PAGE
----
The project’s bicycle and pedestrian aspects are quite simple. For Cliff Avenu, put in a 6’ sidewalk on the west side and a  10’ side path on the east side. The end points of these facilities are not described in the presentation, though earlier documents suggest that the area in question is from the Big Sioux Bridge north to 38th St. In addition, there would be a user activated signal to support safe crossing at the four points on each side of Cliff crossing the single point interchange. A similar approach is envisioned for Minnesota Avenue. User activated signals also will be installed to help with safety in north-south travel.


Normally, projects such as those at I-229 and Cliff and I-229 and Minnesota would have a public meeting. With the pandemic and the need to be safe, such public meetings are not being held. Instead two sets of videos, one for each interchange have been developed. 

These videos convey what would have been presented at in-person public meetings. What is not occurring is the interaction between presenters and those in attendance regarding questions that may arise.

Watch these videos. Learn about the project. Then go to the Analysis page and see what this can mean for bicyclists and pedestrians. 

Most important is that you use this information to write comments about the project and send it in. If enough people comment, we will be heard. 


Cliff Avenue and I-229

Minnesota Avenue and I-229

Project Analysis

Several factors come into play when looking at a transportation project as it applies to bicyclists and pedestrians. These are safety, ease of use, and accommodating a wide variety of users. The following chart looks at both projects which call for a 6’ sidewalk on one side and a 10’ side path on the other with user activated signal crossings. The lanes for traffic would be 11’ and the speed would be posted at 30mph except in school zones when students are present. Then it is 15mph zone. Other potential aspects were not discussed in the videos.

Bicycle and pedestrian aspects of the interchange projects

Positives Negatives
Crossing at Single Point Interchange by bicyclists and pedestrians
  • Provides a straight line between two points
  • Provides sufficient width for movement
  • Provides access on both sides of Cliff and Minnesota
  • Provides for user-activated signal to assist with safe north-south crossing
  • Requires that users cross four points where there might be vehicles
  • Not clear if the sidewalk and sidepath are immediately adjacent to the roadway or if there is a buffer. Buffer is preferred for safety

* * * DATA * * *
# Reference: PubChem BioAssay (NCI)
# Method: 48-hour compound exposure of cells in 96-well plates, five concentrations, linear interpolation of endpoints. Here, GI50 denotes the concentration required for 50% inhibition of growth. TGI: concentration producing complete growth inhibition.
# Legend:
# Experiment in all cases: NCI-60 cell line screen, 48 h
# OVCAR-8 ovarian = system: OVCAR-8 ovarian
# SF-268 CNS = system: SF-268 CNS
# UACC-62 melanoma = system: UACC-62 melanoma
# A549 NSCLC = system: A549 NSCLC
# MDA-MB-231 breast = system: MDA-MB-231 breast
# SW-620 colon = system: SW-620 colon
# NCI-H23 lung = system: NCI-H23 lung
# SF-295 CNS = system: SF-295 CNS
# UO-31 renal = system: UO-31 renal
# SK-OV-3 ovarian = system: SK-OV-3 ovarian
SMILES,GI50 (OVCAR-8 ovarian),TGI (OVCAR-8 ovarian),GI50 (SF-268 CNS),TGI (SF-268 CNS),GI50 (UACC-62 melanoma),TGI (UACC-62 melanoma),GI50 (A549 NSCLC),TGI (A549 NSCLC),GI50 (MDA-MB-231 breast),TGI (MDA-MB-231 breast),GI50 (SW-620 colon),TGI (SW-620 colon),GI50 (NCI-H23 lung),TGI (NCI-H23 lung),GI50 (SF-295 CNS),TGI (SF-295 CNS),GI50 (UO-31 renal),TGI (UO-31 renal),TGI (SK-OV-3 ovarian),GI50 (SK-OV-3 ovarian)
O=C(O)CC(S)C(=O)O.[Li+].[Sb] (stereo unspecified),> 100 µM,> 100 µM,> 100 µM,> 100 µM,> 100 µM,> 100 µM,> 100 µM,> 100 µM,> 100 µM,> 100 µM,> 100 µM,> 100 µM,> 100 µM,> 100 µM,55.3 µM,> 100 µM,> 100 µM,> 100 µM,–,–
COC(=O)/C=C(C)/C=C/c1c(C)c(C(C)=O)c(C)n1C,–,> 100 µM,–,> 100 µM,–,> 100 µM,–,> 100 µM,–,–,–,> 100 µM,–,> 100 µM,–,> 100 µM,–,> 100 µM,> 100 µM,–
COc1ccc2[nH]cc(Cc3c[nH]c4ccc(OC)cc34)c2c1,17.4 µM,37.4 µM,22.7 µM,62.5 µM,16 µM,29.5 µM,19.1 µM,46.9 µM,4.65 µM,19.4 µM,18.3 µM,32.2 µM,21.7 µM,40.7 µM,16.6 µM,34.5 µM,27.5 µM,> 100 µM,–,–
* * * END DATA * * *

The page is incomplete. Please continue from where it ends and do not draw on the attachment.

• Waiting for user-activated signal may have users go before signal engages
  • Not clear if traffic using a ‘free right’ will be required to stop if the user-activated signal is engaged
  • Not clear if there is sufficient lighting for safety under the I-229 bridges by the users of the sidepath and sidewalk
  • Such under-bridge single point interchanges are dark as seen at those along I-29. There is no information about lighting and this is particularly important for pedestrians and bicyclists.
Sidewalk on one side and sidepath on the other side
  • Provides good width for pedestrians and connectivity for bicycle users
  • Provides a sidewalk on the west side of Cliff where there is none now
  • Not clear what is the length of the sidewalks and sidepaths. Where do they start and where do they end? Cliff Avenue should have the bridge as the south end of the sidepath. Cliff Avenue should have the entrance to the park as the south end of the sidewalk. The north end of both should go to the new light.
  • No clear, safe way to get from east to west to convenience store except under bridge on trail or north of interchange at light. Will there be some crossing alternative at the single point interchange?
  • Unclear as to proposed length of Minnesota Avenue sidewalks/sidepaths so comment is tough
  • Requires that users cross four points where there might be vehicles
  • Not clear if the sidewalk and sidepath are immediately adjacent to the roadway or if there is a buffer. Buffer is preferred for safety
  • Waiting for user-activated signal may have users go before signal engages
  • Unclear how many user-activated signals there will be given that there are four points of crossing.
  • Not clear if traffic using a ‘free right’ will be required to stop if the user-activated signal is engaged
  • Not clear if there is sufficient lighting for safety under the I-229 bridges by the users of the sidepath and sidewalk


Tunnel option

There is discussion that tunnels could be constructed underneath the ramps going onto and off of I-229. These tunnels have not been presented in the information material, but city staff is aware of this discussion.